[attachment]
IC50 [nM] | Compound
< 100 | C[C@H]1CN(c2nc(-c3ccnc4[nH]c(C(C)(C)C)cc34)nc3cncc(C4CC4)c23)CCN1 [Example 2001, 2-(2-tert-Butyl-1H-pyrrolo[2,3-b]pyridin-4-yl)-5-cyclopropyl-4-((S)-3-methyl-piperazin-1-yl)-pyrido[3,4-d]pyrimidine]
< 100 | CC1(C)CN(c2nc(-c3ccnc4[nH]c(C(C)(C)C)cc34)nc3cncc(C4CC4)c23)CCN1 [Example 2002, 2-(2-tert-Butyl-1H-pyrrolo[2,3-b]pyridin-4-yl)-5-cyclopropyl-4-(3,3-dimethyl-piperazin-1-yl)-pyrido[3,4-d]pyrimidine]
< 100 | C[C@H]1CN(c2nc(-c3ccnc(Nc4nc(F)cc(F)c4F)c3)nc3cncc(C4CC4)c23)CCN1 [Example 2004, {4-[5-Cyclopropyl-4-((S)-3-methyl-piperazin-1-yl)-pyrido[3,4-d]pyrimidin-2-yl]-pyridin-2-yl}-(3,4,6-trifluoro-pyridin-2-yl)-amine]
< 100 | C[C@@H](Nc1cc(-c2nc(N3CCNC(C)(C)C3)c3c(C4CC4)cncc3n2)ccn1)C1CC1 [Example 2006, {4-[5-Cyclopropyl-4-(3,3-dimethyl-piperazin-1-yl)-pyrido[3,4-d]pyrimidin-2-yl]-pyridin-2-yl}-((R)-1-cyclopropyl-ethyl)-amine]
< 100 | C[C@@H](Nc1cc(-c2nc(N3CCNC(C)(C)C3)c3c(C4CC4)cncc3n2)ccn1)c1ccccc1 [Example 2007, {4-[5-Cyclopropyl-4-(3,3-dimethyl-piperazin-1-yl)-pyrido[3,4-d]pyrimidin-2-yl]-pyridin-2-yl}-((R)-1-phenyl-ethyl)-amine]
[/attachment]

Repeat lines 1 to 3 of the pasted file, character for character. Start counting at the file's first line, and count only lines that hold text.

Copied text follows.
IC50 [nM] | Compound
< 100 | C[C@H]1CN(c2nc(-c3ccnc4[nH]c(C(C)(C)C)cc34)nc3cncc(C4CC4)c23)CCN1 [Example 2001, 2-(2-tert-Butyl-1H-pyrrolo[2,3-b]pyridin-4-yl)-5-cyclopropyl-4-((S)-3-methyl-piperazin-1-yl)-pyrido[3,4-d]pyrimidine]
< 100 | CC1(C)CN(c2nc(-c3ccnc4[nH]c(C(C)(C)C)cc34)nc3cncc(C4CC4)c23)CCN1 [Example 2002, 2-(2-tert-Butyl-1H-pyrrolo[2,3-b]pyridin-4-yl)-5-cyclopropyl-4-(3,3-dimethyl-piperazin-1-yl)-pyrido[3,4-d]pyrimidine]